Meanwhile we arrived in Ustnera. After almost exactly 42 hours of non-stop driving. All of us are awake for about 53 hours (if you disregard the three 1-hour sleep stops in the loneliness of Jakutia). Today’s task is still ahead of us: We have to prepare the vehicles for the next section which will lead us along the Kolyma river to Syrianka.

    The people in Ustnera have warned us that due to the low temperatures, there will be a lot of Nalid Ice. Furthermore there has been a storm two days ago which has covered everything in snow – damn!








  18. #38

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    February 04, 2009:

    We had to rearrange our plans and decided to spent the day in Ustnera. After all, five hours of sleep is not enough to make up for the 60 hours that we have been awake, to face the dangerous 400 kilometers to Syrianka. Everybody advises us to be careful. At the same time they also help us to make some tricky adjustments to the cars and organize special icebreaker bars, etc. We will set off tomorrow morning again.

    In the evening, our friend Vitalie from Ustnera invited us to his mother's birthday party. We were served with the best specialties from Jakutsk, like intestines of young horses and other treats. We spent four hours amid his family. Dancing and singing are a tradition, therefore also we performed a German song and - after some shots of vodka - danced with women in the age of our mothers. It was a great celebration. In other words, it was a very nice farewell from civilization to the hardship of the Kolymar area.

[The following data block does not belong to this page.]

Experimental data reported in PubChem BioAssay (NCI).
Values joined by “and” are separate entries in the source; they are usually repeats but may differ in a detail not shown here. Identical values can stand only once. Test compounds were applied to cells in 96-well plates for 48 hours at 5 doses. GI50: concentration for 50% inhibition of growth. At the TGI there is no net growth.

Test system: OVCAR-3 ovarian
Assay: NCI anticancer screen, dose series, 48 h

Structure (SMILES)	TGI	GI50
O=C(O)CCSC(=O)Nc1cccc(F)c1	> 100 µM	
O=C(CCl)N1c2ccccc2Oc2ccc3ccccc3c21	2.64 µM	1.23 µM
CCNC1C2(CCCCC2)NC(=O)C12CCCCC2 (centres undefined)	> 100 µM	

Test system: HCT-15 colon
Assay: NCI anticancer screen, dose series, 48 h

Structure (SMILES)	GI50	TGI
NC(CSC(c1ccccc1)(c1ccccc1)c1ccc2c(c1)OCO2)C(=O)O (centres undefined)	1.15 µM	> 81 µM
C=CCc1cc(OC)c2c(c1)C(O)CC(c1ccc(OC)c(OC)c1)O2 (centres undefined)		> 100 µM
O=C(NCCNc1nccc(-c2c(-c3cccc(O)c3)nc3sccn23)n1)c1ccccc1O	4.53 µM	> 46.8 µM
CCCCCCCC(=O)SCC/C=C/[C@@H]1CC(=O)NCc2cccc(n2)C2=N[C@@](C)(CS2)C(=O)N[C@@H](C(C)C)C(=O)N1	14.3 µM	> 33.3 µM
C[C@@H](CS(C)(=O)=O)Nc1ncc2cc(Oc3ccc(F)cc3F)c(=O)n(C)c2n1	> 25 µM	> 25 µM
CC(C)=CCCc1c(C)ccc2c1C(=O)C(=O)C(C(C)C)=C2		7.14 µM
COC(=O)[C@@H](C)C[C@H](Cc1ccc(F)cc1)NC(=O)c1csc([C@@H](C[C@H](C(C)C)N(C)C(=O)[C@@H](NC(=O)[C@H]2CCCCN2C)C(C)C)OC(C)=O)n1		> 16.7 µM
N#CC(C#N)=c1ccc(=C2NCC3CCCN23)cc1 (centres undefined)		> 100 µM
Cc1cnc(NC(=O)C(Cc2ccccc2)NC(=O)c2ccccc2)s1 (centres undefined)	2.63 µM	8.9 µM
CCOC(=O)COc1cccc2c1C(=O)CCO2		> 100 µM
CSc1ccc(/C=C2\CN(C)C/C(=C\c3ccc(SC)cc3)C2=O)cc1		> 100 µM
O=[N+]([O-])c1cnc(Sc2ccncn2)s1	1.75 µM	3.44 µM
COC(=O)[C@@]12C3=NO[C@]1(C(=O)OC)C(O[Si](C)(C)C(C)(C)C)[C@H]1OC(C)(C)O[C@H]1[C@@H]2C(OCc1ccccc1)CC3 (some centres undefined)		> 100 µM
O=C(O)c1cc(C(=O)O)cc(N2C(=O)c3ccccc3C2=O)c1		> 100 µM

19. #39

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    February 05, 2009: Start of the winter roads

    After having loaded about 850 liters of fuel and produced the correct bio-ethanol mix ratio, we left Ustnera at around 10 a.m. Temporarily we felt like captains of a ship: With initial 1.2 bar air pressure (lateron we reduced to 0.7 bar due to heavy snow drifts) and a precautionary measure which was going to pay off - we removed the stabilizers - the vehicles were rocking like in rough seas. The reason: Without the stabilizers, the lacing bond is improved. Furthermore, the electric disconnectors - which will freeze when breaking into water - cannot threat us with removed stabilizers.